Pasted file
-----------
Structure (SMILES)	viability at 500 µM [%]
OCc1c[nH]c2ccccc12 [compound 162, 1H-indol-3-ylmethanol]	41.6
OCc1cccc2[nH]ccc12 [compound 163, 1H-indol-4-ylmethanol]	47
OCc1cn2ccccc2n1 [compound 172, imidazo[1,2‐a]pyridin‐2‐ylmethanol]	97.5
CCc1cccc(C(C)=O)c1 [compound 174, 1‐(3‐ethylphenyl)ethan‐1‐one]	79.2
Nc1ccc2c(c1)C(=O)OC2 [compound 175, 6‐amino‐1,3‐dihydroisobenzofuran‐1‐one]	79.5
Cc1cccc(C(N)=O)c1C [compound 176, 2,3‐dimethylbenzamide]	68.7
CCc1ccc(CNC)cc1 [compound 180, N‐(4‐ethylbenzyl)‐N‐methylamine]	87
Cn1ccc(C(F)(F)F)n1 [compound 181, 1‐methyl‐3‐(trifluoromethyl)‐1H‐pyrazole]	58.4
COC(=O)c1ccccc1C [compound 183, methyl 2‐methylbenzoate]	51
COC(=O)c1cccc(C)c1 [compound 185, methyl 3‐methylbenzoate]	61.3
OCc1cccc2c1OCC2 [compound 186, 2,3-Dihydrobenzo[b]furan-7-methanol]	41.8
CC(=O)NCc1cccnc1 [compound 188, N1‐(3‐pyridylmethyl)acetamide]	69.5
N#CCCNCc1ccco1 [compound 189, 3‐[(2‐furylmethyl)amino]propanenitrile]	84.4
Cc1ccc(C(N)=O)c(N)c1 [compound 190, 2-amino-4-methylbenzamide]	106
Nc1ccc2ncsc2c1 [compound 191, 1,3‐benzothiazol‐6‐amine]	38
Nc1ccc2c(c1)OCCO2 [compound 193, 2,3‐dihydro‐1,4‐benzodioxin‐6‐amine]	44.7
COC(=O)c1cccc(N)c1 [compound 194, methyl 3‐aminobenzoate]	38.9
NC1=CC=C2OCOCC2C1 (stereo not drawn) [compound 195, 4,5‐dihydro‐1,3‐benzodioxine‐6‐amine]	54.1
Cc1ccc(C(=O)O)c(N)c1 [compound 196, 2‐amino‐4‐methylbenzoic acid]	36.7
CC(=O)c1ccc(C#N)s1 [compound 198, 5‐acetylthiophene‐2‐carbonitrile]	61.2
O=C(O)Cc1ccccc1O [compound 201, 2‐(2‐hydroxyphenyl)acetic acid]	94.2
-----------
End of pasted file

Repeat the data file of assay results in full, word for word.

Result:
Structure (SMILES)	viability at 500 µM [%]
OCc1c[nH]c2ccccc12 [compound 162, 1H-indol-3-ylmethanol]	41.6
OCc1cccc2[nH]ccc12 [compound 163, 1H-indol-4-ylmethanol]	47
OCc1cn2ccccc2n1 [compound 172, imidazo[1,2‐a]pyridin‐2‐ylmethanol]	97.5
CCc1cccc(C(C)=O)c1 [compound 174, 1‐(3‐ethylphenyl)ethan‐1‐one]	79.2
Nc1ccc2c(c1)C(=O)OC2 [compound 175, 6‐amino‐1,3‐dihydroisobenzofuran‐1‐one]	79.5
Cc1cccc(C(N)=O)c1C [compound 176, 2,3‐dimethylbenzamide]	68.7
CCc1ccc(CNC)cc1 [compound 180, N‐(4‐ethylbenzyl)‐N‐methylamine]	87
Cn1ccc(C(F)(F)F)n1 [compound 181, 1‐methyl‐3‐(trifluoromethyl)‐1H‐pyrazole]	58.4
COC(=O)c1ccccc1C [compound 183, methyl 2‐methylbenzoate]	51
COC(=O)c1cccc(C)c1 [compound 185, methyl 3‐methylbenzoate]	61.3
OCc1cccc2c1OCC2 [compound 186, 2,3-Dihydrobenzo[b]furan-7-methanol]	41.8
CC(=O)NCc1cccnc1 [compound 188, N1‐(3‐pyridylmethyl)acetamide]	69.5
N#CCCNCc1ccco1 [compound 189, 3‐[(2‐furylmethyl)amino]propanenitrile]	84.4
Cc1ccc(C(N)=O)c(N)c1 [compound 190, 2-amino-4-methylbenzamide]	106
Nc1ccc2ncsc2c1 [compound 191, 1,3‐benzothiazol‐6‐amine]	38
Nc1ccc2c(c1)OCCO2 [compound 193, 2,3‐dihydro‐1,4‐benzodioxin‐6‐amine]	44.7
COC(=O)c1cccc(N)c1 [compound 194, methyl 3‐aminobenzoate]	38.9
NC1=CC=C2OCOCC2C1 (stereo not drawn) [compound 195, 4,5‐dihydro‐1,3‐benzodioxine‐6‐amine]	54.1
Cc1ccc(C(=O)O)c(N)c1 [compound 196, 2‐amino‐4‐methylbenzoic acid]	36.7
CC(=O)c1ccc(C#N)s1 [compound 198, 5‐acetylthiophene‐2‐carbonitrile]	61.2
O=C(O)Cc1ccccc1O [compound 201, 2‐(2‐hydroxyphenyl)acetic acid]	94.2